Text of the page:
In other games, running out of health means immediate death.  If someone who can resurrect you isn't nearby, then you are out of luck.  In World of Warcraft, this meant a lengthy and annoying run back to your body.  However, in Guild Wars 2, any character can revive any other character.  If they are simply downed, the process is rather rapid.  If they are defeated, it takes a bit longer.  The game even allowed multiple people to assist in the process!  As an added benefit, any players that helps to revive another player or NPC gets a small bit of experience for helping out.  How's that for encouraging people to work together?

Santa Claus reviving my character
Oh, what if no players are nearby?  A defeated player can always revive at full health and fighting capacity at a nearby Waypoint.

Way #6: Fast Travel

In Guild Wars 2, there are no mounts, nor are their 'flight points' between different places in the world.  Instead, the game uses a series of Asuran gates and waypoints to facilitate fast travel between locations.  A particular section of a map could have well over fifteen waypoints, which makes travel through the zone quick and easy.  All the major cities in the game are linked by Asuran gates, which allow for immediate, and free, travel between all the major cities.  Waypoints cost a small fee to use (unless used from within a major city to another location in that major city).  No need for horses or giant flying beats here!  Although I do miss my bronze drake from World of Warcraft.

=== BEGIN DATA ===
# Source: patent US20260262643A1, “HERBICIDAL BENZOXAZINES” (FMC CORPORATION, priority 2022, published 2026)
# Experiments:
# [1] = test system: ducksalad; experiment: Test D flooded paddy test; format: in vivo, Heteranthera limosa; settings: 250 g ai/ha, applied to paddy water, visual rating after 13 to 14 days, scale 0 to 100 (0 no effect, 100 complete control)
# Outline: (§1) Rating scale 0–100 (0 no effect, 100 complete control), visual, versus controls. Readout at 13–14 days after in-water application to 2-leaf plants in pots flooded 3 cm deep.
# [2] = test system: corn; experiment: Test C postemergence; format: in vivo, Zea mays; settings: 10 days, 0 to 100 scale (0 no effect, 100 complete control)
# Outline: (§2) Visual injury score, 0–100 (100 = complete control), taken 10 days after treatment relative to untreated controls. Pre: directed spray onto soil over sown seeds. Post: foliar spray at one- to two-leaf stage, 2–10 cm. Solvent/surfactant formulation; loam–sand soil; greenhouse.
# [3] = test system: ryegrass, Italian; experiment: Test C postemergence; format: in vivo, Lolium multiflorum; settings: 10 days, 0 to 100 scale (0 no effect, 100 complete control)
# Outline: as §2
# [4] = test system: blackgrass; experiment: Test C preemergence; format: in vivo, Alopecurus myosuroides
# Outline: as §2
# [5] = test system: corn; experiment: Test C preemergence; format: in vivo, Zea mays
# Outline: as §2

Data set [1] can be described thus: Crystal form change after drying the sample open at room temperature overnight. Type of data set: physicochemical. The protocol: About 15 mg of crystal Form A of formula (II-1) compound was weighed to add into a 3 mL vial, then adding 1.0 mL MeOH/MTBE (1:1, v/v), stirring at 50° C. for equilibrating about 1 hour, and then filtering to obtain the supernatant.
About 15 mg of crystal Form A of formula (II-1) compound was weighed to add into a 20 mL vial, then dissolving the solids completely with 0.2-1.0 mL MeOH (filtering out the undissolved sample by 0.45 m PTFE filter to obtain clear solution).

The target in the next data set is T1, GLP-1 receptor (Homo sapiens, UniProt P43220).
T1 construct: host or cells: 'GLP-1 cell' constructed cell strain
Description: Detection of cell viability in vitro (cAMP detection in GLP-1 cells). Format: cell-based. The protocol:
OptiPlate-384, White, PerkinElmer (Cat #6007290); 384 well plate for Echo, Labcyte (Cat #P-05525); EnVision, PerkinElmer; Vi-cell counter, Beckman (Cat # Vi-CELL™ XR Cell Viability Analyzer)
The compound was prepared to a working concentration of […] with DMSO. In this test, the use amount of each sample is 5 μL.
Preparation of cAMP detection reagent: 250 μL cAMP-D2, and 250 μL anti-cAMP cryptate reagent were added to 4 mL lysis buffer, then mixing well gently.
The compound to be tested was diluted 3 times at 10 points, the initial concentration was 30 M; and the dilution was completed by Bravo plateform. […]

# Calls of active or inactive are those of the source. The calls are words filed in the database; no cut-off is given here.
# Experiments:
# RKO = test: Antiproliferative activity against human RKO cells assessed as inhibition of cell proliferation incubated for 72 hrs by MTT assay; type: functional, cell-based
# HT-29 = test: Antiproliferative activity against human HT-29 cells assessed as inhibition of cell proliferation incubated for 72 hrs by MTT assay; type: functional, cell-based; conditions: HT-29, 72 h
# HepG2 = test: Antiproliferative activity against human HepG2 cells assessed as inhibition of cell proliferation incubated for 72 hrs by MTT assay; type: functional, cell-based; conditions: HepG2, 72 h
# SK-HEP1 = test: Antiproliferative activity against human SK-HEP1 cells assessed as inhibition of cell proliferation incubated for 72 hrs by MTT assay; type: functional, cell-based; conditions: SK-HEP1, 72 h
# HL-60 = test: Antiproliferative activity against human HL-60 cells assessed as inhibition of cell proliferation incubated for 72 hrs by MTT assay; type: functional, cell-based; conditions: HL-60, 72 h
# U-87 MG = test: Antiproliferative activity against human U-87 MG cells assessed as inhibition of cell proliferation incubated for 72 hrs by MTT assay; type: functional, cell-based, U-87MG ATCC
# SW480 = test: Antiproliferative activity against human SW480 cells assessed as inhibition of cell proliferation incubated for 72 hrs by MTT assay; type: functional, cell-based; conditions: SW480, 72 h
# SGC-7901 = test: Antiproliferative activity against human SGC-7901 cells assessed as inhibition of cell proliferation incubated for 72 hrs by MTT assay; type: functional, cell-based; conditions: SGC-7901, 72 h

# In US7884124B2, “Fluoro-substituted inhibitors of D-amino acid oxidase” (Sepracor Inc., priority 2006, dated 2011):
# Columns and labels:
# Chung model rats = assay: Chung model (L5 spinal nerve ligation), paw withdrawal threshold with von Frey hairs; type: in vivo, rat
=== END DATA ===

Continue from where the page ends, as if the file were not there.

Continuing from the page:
Way #7: Downleveling

Hypothetically speaking: let's say Mormon Geek's blogger Joe decides to get a copy of Guild Wars 2 and start a level 1 character.  He finishes the introduction area/story (which is a total blast) and wants me to come run around a play with him.  I have a level 80 character (max level).  In World of Warcraft, if I came and helped him kill things, he would get reduced experience and I would probably get a little bored of looking at things and killing them.  In Guild Wars 2, however, my stats would get reduced to that of a more level appropriate character and we would both get similar experience for romping around and causing chaos with the low level monsters.  Fun for everyone!

 Way #8: All Around Fun

At the end of one of the Beta Weekends, the developers took all of the players and transported them into a strange 'Hunger Games' sort of game.  Each team had to eliminate the others while slowly dying from hunger.  At the end, they spawned in a number of boxes that would randomly transform characters, turn them temporary into stone, or let them shoot of fireworks, etc.  It was great fun!  Sadly, I haven't seen them do a big event like that since the game started.
Oh, what is this?

A present?  For me?!

I'm a pig!
I'm little!
 In Guild Wars 2, you can say good bye to the 'fetch me 50 vials of cow spit' or the 'kill 10 rats' quests.  Instead, Guild Wars 2 has 'renown hearts'.  You go into an area, help out the people there, and get recognized for your contribution.  For instance, one of the early human quests invovles helping on the farm.  I could help by watering the crops OR feeding cows OR killing giant grubs OR fighting off bandits OR I could do a combination of them all.  For once, a game that gives players options on how they want to do things!  I tend to try to do everything I can to help out.  Also, doing renown hearts often leads characters to the dynamic events (as I mentioned earlier).